C Among Predictors for Kidney Problems in Women With HIV
have cited hepatitis C virus (Hepatitis C Virus) co-infection as well as
several other factors for causing proteinuria and kidney
failure in women infected with HIV, in a study published in
the January 2002 issue of Kidney International
(Predictors of Proteinuria and Renal Failure Among Women with
HIV Infection, 2002;61(1):195-202).
multicenter team, led by Duke University Medical Center
investigator Lynda Anne Szczech, performed a prospective
evaluation of more than 2,000 female participants in the
Women's Interagency HIV study (WIHS). In their analysis, a
patient's race, Hepatitis C Virus coinfection status, and T-cell count,
among other findings, played prominent roles in the risk of
kidney disease in females infected with HIV. Szczech and
coworkers described the WIHS as a long-term study specifically
targeting the clinical characteristics of HIV and its
progression or regression in females.
the ongoing study, participants are checked bi- annually for
several parameters of HIV pathogenesis, including kidney
function, immune system response, and viral replication. Using
statistical analysis, researchers have outlined several
factors for renal disease and progression in HIV-infected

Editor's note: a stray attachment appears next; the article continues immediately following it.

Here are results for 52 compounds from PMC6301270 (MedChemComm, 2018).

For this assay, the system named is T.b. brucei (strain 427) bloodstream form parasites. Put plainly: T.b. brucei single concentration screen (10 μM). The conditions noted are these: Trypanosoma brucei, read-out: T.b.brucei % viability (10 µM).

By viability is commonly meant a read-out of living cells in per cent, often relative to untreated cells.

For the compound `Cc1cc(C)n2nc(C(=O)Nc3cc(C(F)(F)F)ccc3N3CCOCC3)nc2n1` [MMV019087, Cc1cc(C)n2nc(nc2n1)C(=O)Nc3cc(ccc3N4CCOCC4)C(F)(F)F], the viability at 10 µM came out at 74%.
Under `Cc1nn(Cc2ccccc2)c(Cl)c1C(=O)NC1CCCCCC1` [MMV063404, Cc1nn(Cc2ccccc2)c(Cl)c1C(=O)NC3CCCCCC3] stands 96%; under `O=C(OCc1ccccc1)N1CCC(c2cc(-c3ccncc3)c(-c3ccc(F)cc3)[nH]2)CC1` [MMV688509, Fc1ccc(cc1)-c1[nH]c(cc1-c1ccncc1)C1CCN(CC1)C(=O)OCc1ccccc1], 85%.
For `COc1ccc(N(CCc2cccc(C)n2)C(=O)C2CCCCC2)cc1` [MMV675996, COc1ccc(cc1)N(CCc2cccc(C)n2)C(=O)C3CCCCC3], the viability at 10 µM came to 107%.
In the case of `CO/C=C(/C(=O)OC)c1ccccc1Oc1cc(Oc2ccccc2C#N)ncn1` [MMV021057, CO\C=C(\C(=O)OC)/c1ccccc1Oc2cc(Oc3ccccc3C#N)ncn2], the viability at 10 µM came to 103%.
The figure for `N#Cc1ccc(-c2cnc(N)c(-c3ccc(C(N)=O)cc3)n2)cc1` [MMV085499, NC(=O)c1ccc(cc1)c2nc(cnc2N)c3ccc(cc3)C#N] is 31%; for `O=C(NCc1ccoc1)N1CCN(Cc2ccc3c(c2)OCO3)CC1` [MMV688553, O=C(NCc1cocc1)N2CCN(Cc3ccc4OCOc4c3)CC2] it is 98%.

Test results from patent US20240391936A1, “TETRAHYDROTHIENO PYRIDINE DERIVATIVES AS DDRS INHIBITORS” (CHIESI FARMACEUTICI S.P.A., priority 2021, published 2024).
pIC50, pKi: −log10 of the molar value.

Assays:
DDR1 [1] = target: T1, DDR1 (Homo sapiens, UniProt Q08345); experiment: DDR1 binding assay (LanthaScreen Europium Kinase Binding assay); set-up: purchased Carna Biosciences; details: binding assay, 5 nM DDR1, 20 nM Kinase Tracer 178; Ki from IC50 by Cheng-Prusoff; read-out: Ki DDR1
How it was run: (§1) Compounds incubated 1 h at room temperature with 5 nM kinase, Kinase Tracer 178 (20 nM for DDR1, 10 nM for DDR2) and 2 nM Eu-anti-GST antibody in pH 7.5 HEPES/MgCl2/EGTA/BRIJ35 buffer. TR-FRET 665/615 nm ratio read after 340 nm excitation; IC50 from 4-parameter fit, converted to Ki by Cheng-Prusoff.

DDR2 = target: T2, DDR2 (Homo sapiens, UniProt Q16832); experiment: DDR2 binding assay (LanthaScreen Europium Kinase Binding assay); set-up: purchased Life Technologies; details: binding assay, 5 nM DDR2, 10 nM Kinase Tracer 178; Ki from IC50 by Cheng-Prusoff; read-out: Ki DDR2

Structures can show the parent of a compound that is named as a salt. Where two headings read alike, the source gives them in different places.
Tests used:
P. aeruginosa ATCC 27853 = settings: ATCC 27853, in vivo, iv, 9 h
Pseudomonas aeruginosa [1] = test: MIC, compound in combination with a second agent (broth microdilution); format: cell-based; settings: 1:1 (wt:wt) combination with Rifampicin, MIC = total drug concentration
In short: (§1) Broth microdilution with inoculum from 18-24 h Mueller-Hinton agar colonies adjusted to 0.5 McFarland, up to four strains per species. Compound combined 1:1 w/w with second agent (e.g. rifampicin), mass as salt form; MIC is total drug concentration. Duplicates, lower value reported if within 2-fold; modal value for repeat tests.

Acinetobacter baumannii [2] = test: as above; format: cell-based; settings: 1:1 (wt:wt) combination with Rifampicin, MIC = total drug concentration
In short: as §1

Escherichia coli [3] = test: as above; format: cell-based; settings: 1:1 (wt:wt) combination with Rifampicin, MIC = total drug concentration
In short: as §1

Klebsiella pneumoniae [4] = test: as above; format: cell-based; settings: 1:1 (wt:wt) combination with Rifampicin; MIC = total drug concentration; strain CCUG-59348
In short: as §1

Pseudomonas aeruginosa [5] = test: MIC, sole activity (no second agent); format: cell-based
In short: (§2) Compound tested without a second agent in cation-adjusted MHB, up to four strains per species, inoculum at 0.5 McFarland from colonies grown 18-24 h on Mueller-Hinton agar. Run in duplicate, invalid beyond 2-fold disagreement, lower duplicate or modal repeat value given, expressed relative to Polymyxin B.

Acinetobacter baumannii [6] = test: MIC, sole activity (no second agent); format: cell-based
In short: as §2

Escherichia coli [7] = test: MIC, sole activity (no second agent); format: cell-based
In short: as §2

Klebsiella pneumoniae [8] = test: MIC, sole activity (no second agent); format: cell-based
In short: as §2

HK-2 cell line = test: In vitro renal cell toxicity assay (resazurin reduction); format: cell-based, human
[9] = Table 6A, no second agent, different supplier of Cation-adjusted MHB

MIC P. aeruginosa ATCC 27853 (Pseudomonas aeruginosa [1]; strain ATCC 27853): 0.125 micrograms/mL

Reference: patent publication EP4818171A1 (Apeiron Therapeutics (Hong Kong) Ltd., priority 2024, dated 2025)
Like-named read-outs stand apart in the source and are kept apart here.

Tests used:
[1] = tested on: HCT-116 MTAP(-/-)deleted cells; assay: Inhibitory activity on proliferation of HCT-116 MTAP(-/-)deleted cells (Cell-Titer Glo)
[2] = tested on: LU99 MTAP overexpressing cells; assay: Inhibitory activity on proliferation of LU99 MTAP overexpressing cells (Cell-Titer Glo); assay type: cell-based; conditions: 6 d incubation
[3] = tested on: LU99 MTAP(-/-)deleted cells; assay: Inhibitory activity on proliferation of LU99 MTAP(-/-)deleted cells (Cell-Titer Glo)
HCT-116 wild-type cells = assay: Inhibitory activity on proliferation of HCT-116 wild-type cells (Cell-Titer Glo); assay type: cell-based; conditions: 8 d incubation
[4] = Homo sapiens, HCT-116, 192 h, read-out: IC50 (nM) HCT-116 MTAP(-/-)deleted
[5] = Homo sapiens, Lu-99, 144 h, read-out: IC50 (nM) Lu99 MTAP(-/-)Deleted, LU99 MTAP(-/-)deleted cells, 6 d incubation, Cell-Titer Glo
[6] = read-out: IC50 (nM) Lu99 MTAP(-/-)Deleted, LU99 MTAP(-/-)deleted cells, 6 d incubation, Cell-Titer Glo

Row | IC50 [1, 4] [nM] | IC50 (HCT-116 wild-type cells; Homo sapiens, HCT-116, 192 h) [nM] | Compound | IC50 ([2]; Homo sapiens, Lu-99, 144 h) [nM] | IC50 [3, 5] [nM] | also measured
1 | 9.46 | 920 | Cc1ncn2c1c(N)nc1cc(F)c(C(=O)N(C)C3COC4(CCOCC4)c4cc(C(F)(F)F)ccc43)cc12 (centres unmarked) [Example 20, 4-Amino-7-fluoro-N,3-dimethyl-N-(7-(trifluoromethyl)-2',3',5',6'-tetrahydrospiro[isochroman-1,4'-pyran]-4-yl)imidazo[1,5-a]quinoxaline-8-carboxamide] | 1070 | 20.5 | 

- Of 2057 HIV-positive women, 32 percent had
proteinuria on initial evaluation. Proteinuria is a
significant sign that the kidneys are not functioning
- Being a black female doubled the risk for
proteinuria, while having CD4 cell counts less than or
equal to 200, having increasing HIV levels, and being
co-infected with Hepatitis C Virus were also proteinuria risk factors.
- With respect to developing renal failure - low
T-cell counts, falling albumin levels, detectable HIV RNA
levels, increasing creatinine levels, and rising systolic
blood pressure levels, in that order, were significant
reduce the risks for kidney disease in HIV positive patients,
Szczech and colleagues proposed that research initiatives
should focus on suppressing HIV RNA levels and improving
immune system response.
Hepatitis Weekly (02.11.02) - Wednesday, February 20, 2002;
Sonia Nichols; Courtesy of the CDC National Center for HIV,
STD and TB Prevention.